Louisville leaders will pursue massive budget cuts in the coming year, an outcome Mayor Greg Fischer lobbied hard to avoid.
A tax hike proposed by Fischer and his allies failed in Metro Council on Thursday, which means city leaders will need to cut $35 million from the budget for the fiscal year starting in July. They will need to find another $30 million in decreases over the subsequent three years.
That’s more than double the amount Metro Council would have had to cut if the body passed a compromise plan. That plan proposed gradually doubling the insurance premium tax from 5 percent to 10 percent on lines other than auto and health, and required $15 million in cuts. Fischer had originally called for tripling the tax.
“I am deeply disappointed and saddened for the people of Louisville by the Metro Council’s vote to cut $65 million in vital services from the city budget,” Fischer said in an emailed statement following the vote.
Fischer’s office has projected that, by 2023, Louisville will face a $65 million budget shortfall driven in part by rising employee health care costs. But Fischer says the real driver of the problem is a change in assumptions by the state’s pension board that would drive the city’s obligation up 12 percent a year for the next four years.
“On April 25, I will present a FY20 budget with the first year of cuts totaling $35 million, reflecting the service cuts that the majority of the Council voted for,” Fischer said.
Fischer added that the Council’s decision to authorize bond payments for capital projects that had been held up in the meeting two weeks ago may not save the projects he halted following that vote.
That “must be reviewed in light of their subsequent vote to cut $65 million from Metro Government, to determine whether or not those projects can go forward,” he said.
Despite the Democratic supermajority on the Council, sponsors of the compromise plan failed to garner the 14 votes needed to pass the hike.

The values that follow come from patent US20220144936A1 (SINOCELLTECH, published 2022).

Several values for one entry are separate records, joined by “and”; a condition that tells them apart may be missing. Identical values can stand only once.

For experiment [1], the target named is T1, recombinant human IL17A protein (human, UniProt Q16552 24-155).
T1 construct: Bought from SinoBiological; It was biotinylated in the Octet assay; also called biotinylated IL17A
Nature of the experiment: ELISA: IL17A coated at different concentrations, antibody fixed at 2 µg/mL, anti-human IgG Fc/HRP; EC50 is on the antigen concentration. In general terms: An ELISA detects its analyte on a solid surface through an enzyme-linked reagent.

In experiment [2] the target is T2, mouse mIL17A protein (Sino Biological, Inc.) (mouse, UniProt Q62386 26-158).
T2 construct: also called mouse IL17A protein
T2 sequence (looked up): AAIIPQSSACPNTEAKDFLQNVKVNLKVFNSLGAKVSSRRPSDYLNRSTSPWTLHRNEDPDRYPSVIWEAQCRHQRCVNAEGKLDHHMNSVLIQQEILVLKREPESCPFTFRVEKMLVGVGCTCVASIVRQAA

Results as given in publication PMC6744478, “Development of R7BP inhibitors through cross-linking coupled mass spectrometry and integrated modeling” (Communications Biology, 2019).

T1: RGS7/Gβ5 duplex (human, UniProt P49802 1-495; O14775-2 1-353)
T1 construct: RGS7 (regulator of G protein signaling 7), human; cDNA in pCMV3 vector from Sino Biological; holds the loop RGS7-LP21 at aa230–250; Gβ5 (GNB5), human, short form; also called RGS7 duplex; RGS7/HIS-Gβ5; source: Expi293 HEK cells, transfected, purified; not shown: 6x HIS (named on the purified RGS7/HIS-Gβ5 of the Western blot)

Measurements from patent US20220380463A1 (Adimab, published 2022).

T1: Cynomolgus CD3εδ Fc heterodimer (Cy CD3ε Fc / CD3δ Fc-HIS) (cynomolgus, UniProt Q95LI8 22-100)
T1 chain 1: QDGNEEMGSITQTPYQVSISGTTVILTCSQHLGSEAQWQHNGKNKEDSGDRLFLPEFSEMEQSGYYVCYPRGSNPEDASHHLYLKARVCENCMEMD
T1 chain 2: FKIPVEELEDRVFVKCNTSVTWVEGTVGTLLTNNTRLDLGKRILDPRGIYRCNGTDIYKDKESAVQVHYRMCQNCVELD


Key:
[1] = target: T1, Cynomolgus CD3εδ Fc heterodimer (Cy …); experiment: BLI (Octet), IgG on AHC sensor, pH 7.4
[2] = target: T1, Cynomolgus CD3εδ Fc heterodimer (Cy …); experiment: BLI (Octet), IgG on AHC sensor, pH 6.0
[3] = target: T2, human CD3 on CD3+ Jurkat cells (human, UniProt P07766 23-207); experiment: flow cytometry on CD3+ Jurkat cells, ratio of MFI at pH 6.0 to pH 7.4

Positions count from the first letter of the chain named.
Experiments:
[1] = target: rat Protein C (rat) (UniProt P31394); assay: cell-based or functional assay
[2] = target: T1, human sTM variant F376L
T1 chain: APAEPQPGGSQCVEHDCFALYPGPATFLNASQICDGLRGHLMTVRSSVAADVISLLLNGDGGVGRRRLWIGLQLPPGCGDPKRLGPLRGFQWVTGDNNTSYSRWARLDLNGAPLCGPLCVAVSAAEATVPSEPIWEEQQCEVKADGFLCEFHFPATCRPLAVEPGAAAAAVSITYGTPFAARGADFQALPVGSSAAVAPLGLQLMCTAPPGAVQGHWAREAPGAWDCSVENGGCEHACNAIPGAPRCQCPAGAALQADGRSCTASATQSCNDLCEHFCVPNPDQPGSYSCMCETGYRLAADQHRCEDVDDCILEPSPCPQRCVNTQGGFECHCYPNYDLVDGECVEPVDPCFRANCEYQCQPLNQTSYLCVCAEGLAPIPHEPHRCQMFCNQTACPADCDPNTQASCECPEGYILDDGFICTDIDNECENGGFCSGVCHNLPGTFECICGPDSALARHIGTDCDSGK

A number of Democrats expressed their support, which some said was reluctant, of a plan that would lead to service cuts but reach a balance they hoped would be palatable to their colleagues.
Freshman councilman Kevin Triplett of District 15 seemed aware the measure would fail when he said, “The cuts scare me to death and what scares me is that tonight may come and go without a vote for a new stream of revenue.”
No one spoke in opposition to the ordinance, except with their votes. That group was split between Republicans and Democrats.
The no votes were Jessica Green (D-1), Keisha Dorsey (D-3), Donna Purvis (D-5), Paula McCraney (D-7), Kevin Kramer (R-11), Cindi Fowler (D-14), Scott Reed (R-16), Marilyn Parker (R-18), Anthony Piagentini (R-19), Stuart Benson (R-20), Robin Engel (R-22), James Peden (R-23), David Yates (D-25) and Brent Ackerson (D-26).
The yes votes all came from Democrats, while Mark Fox (D-13) did not vote.
Council members had six weeks to consider how to plug the budget gap, weighing between cuts, raising the insurance premium tax and a combination of the two. The timeline was short because although Louisville has the authority to change the rate of the tax on insurance premiums without state approval, it must give the Department of Insurance 100 days’ notice in order to implement. For a changed tax to go into effect in July, that would have required passage on March 21.
In a series of public meetings across the city and at City Hall, Louisville residents argued their sides of the issue, at times pleading for their jobs or essential services, or saying they would not pay higher taxes.
But Council members were, from the start, conflicted over how to address the issue. Some of them have echoed the mayor’s calls for more city taxing authority, such a restaurant tax. Approval from Frankfort for that is not likely anytime soon.
Fischer will present a budget to the Metro Council in late April. After that, the body will have two months to figure out what jobs, services and facilities will make the cut.